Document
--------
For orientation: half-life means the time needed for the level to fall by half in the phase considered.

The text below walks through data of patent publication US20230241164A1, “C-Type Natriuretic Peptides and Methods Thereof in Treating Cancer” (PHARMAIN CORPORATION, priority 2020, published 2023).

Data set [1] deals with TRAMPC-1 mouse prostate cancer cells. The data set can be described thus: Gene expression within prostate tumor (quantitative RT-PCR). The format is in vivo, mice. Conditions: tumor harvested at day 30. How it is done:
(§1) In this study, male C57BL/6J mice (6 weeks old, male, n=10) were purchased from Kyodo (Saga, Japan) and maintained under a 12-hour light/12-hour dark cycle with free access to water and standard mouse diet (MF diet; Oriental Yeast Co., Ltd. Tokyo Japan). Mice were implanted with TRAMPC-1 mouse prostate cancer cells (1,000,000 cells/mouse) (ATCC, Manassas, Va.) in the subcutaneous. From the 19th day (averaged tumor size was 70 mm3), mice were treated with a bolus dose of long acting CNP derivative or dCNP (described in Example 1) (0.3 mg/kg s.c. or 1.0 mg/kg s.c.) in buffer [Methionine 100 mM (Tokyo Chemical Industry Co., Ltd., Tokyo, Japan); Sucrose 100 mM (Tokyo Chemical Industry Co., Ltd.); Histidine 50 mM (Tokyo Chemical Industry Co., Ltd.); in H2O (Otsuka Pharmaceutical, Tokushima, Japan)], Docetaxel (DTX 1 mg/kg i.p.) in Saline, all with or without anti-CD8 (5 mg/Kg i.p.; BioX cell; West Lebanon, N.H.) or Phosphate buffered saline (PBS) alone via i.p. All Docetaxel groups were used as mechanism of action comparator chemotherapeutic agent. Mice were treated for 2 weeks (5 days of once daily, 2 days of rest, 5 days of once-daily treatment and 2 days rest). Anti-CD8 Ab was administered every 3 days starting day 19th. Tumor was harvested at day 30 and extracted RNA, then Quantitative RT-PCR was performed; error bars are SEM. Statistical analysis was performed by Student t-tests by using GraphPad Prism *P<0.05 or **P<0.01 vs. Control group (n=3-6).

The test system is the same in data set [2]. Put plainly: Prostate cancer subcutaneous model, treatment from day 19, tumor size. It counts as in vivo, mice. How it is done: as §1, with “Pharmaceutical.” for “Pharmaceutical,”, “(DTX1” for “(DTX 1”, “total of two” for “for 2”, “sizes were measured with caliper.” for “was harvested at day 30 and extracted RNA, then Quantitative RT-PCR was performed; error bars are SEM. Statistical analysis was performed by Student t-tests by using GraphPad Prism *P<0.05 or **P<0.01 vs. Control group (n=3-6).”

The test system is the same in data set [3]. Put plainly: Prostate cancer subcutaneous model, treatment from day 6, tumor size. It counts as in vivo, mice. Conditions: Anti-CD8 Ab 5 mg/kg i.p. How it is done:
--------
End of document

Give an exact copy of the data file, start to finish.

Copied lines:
For orientation: half-life means the time needed for the level to fall by half in the phase considered.

The text below walks through data of patent publication US20230241164A1, “C-Type Natriuretic Peptides and Methods Thereof in Treating Cancer” (PHARMAIN CORPORATION, priority 2020, published 2023).

Data set [1] deals with TRAMPC-1 mouse prostate cancer cells. The data set can be described thus: Gene expression within prostate tumor (quantitative RT-PCR). The format is in vivo, mice. Conditions: tumor harvested at day 30. How it is done:
(§1) In this study, male C57BL/6J mice (6 weeks old, male, n=10) were purchased from Kyodo (Saga, Japan) and maintained under a 12-hour light/12-hour dark cycle with free access to water and standard mouse diet (MF diet; Oriental Yeast Co., Ltd. Tokyo Japan). Mice were implanted with TRAMPC-1 mouse prostate cancer cells (1,000,000 cells/mouse) (ATCC, Manassas, Va.) in the subcutaneous. From the 19th day (averaged tumor size was 70 mm3), mice were treated with a bolus dose of long acting CNP derivative or dCNP (described in Example 1) (0.3 mg/kg s.c. or 1.0 mg/kg s.c.) in buffer [Methionine 100 mM (Tokyo Chemical Industry Co., Ltd., Tokyo, Japan); Sucrose 100 mM (Tokyo Chemical Industry Co., Ltd.); Histidine 50 mM (Tokyo Chemical Industry Co., Ltd.); in H2O (Otsuka Pharmaceutical, Tokushima, Japan)], Docetaxel (DTX 1 mg/kg i.p.) in Saline, all with or without anti-CD8 (5 mg/Kg i.p.; BioX cell; West Lebanon, N.H.) or Phosphate buffered saline (PBS) alone via i.p. All Docetaxel groups were used as mechanism of action comparator chemotherapeutic agent. Mice were treated for 2 weeks (5 days of once daily, 2 days of rest, 5 days of once-daily treatment and 2 days rest). Anti-CD8 Ab was administered every 3 days starting day 19th. Tumor was harvested at day 30 and extracted RNA, then Quantitative RT-PCR was performed; error bars are SEM. Statistical analysis was performed by Student t-tests by using GraphPad Prism *P<0.05 or **P<0.01 vs. Control group (n=3-6).

The test system is the same in data set [2]. Put plainly: Prostate cancer subcutaneous model, treatment from day 19, tumor size. It counts as in vivo, mice. How it is done: as §1, with “Pharmaceutical.” for “Pharmaceutical,”, “(DTX1” for “(DTX 1”, “total of two” for “for 2”, “sizes were measured with caliper.” for “was harvested at day 30 and extracted RNA, then Quantitative RT-PCR was performed; error bars are SEM. Statistical analysis was performed by Student t-tests by using GraphPad Prism *P<0.05 or **P<0.01 vs. Control group (n=3-6).”

The test system is the same in data set [3]. Put plainly: Prostate cancer subcutaneous model, treatment from day 6, tumor size. It counts as in vivo, mice. Conditions: Anti-CD8 Ab 5 mg/kg i.p. How it is done: